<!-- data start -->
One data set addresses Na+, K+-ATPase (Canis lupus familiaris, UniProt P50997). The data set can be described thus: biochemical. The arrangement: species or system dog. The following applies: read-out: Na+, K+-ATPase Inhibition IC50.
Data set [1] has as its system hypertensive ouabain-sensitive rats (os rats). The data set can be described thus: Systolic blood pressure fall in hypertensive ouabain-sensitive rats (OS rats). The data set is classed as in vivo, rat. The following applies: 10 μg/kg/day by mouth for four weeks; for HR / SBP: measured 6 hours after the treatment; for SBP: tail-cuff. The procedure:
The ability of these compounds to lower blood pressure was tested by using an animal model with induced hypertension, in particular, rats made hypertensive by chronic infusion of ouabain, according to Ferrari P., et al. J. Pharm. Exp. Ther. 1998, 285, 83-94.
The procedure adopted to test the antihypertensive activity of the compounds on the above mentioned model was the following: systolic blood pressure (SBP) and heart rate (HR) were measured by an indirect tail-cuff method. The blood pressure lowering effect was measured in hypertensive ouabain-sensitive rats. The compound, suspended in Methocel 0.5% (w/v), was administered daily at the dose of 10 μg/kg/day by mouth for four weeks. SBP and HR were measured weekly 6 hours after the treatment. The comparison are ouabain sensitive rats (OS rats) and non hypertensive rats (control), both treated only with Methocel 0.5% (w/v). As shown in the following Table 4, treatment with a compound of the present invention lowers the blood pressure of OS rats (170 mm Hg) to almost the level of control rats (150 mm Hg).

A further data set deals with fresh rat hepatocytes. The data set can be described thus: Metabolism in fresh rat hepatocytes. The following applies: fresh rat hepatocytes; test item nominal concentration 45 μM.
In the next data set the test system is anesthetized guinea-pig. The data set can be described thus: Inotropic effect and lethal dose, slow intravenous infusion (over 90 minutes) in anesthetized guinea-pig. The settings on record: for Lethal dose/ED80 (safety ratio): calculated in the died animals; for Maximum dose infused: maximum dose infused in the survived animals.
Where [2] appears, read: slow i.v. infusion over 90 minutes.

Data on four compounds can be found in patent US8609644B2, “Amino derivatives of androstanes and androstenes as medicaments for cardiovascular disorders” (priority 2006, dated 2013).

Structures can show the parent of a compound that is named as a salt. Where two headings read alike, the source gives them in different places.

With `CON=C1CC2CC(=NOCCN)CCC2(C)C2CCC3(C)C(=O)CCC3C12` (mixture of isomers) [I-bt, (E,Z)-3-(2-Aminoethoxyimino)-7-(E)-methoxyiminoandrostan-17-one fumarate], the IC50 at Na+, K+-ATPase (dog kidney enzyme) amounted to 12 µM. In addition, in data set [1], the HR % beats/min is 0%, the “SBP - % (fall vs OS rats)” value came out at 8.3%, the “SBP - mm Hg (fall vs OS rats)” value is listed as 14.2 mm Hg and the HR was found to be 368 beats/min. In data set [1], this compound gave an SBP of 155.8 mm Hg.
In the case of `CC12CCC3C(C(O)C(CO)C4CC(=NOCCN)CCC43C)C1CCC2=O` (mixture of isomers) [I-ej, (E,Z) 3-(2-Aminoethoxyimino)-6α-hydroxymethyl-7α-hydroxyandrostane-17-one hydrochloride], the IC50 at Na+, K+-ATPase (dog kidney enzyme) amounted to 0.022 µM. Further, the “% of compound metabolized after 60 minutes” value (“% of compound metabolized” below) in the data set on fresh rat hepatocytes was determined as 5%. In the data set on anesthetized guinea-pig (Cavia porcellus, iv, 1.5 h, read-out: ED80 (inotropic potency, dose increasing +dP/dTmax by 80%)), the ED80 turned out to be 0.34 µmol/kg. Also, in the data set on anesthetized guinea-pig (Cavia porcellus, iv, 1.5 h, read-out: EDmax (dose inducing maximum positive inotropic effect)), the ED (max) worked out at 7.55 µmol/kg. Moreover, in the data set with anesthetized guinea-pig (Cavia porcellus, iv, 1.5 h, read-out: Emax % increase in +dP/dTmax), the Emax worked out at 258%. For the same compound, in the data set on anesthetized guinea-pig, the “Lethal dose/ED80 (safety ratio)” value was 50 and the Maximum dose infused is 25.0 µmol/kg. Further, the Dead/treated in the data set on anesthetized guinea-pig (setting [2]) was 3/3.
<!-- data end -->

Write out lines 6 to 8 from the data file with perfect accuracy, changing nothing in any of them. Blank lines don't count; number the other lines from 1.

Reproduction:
In the next data set the test system is anesthetized guinea-pig. The data set can be described thus: Inotropic effect and lethal dose, slow intravenous infusion (over 90 minutes) in anesthetized guinea-pig. The settings on record: for Lethal dose/ED80 (safety ratio): calculated in the died animals; for Maximum dose infused: maximum dose infused in the survived animals.
Where [2] appears, read: slow i.v. infusion over 90 minutes.

Data on four compounds can be found in patent US8609644B2, “Amino derivatives of androstanes and androstenes as medicaments for cardiovascular disorders” (priority 2006, dated 2013).